I’m a word person and a wannabe writer. Not surprising, then, that I love crossword puzzles. I solve the Los Angeles Times crossword puzzle every morning. Although the puzzle can be solved online, I print the puzzle from the LA Times Games page and solve it by hand. I’ve been doing the LA Times crossword puzzle for more than twenty-five years. In addition to the LA Times puzzle, I subscribe to two crossword puzzle clubs, I buy books of New York Times and other newspaper crossword puzzles, and family and friends often give me crossword related gifts, like the Mensa 10-Minute Crossword Puzzles Page-A-Day Calendar. I always have a crossword puzzle on hand. I carry crossword puzzles in the pocket of my shoulder bag along with glasses, checkbook, business cards, and cell phone so that I can work on a puzzle when I am waiting for a medical appointment, for my car to be serviced, traveling on an airplane, or for any other reason I find a few minute’s time.
I solve crosswords with a pencil; though, for years I used a ballpoint pen—a problem whenever I entered the wrong letter or word. If I had to change a letter or word several times, the letters became impossible to decipher. So, I went back to using a pencil. I keep an eraser handy, too.
Over the years, my crossword solution technique has evolved. When I began solving crossword puzzles, I started with the first across clue, then moved to the next across clue, then the next. When I got to the last across clue, I went to the first down clue, working my way to the end of the down clues. Later, I changed the technique: I solved the first across clue, then attempted to solve the down clue beginning with the last letter of the clue I had just solved. Currently, I solve the crossword in a pattern where I solve the first across clue, then the first down clue, then solve the across clue that begins with the second letter of the down clue I just solved. When I get stuck, I move to a new spot in the list of across clues.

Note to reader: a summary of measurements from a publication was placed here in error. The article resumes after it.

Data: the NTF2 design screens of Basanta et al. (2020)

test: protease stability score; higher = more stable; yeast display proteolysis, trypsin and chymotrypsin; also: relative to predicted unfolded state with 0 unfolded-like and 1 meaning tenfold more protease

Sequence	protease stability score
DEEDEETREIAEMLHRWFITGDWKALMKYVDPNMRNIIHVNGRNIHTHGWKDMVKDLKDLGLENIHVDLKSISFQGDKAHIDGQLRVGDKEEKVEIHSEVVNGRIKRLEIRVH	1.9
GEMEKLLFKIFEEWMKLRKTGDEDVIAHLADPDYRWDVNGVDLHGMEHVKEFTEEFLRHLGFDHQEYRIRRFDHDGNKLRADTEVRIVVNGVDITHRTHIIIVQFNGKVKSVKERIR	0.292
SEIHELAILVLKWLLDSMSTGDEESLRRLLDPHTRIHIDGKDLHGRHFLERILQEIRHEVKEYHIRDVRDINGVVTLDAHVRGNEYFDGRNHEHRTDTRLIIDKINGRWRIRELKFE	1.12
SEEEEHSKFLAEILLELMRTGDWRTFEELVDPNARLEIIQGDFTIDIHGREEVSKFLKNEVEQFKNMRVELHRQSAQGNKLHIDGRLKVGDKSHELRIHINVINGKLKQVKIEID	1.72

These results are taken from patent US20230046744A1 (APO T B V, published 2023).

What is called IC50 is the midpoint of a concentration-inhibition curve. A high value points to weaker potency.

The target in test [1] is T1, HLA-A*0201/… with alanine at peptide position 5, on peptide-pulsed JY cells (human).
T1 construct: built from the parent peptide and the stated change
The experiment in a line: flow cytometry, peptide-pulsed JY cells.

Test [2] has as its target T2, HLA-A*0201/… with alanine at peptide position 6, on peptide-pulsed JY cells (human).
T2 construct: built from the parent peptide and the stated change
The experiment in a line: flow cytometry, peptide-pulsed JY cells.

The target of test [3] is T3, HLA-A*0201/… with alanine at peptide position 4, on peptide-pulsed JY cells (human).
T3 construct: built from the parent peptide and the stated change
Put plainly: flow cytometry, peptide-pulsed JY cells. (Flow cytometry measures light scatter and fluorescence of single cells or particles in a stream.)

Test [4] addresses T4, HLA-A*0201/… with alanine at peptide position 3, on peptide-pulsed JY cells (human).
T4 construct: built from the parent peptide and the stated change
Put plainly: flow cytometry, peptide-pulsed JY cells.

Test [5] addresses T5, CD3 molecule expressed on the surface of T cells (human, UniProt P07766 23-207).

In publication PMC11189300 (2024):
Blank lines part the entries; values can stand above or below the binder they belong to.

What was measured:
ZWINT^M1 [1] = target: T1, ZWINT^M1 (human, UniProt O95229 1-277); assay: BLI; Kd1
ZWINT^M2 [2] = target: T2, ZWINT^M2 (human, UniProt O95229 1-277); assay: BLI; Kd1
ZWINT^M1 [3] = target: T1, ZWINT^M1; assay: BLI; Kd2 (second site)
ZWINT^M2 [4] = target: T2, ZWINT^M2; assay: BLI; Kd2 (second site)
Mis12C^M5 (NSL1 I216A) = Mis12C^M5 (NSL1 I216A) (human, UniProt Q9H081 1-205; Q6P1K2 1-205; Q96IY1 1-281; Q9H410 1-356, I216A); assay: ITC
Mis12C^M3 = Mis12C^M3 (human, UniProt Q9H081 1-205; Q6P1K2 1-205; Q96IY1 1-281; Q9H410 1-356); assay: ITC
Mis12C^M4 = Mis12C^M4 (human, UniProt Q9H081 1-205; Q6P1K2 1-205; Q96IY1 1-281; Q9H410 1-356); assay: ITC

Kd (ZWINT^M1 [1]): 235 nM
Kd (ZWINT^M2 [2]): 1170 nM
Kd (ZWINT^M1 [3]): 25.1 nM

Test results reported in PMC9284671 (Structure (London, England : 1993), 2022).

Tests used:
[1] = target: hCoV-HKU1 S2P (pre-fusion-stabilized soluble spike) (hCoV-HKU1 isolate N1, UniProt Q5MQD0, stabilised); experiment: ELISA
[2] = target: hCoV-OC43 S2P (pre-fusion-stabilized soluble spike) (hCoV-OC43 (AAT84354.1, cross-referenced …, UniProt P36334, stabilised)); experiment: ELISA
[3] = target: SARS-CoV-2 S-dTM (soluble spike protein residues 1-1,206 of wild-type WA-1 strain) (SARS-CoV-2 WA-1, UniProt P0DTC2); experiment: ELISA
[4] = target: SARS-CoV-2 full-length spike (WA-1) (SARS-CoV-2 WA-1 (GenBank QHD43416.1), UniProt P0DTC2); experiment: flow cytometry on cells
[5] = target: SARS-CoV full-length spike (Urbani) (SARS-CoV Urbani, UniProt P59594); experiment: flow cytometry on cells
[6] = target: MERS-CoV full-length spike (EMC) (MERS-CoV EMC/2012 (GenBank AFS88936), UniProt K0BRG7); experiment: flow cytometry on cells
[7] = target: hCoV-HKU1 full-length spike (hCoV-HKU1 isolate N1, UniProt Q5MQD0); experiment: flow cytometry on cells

I love the the way I feel when I solve a crossword, especially when I haven’t had to look anything up. Is looking things up cheating? Not according to the late Margaret Farrar, editor of the New York Times Crossword Puzzle from 1949 to 1969. Looking things up, Farrar contended, is how people learn.
What’s best about crossword puzzles is that when I am solving a puzzle I am in the “moment,” in the “zone.” Crossword puzzle-solving is the one time during the day when I am focused on a single activity. Everything else fades into obscurity. I am there. Being present (there) for me—and, I suspect, for many—is a problem. Many times, no matter what I am doing, my head is somewhere else. I’ve tried various forms of meditation, all of which proved unsuccessful. One morning, not too long ago, I realized that I had worked on a crossword puzzle and been oblivious to my environment and the passage of time. This is a meditation, I thought. My impression was confirmed when I read Natalie Goldberg’s Zen master’s advice about sitting meditation: “Why don’t you make writing your practice? If you go deep enough in writing, it will take you everyplace.” There’s the challenge: to transfer what I’ve learned from my crossword puzzle experience to writing.
I never imagined a crossword puzzle could be a tool for self-awareness, a source of enlightenment. Margaret Farrar would be pleased.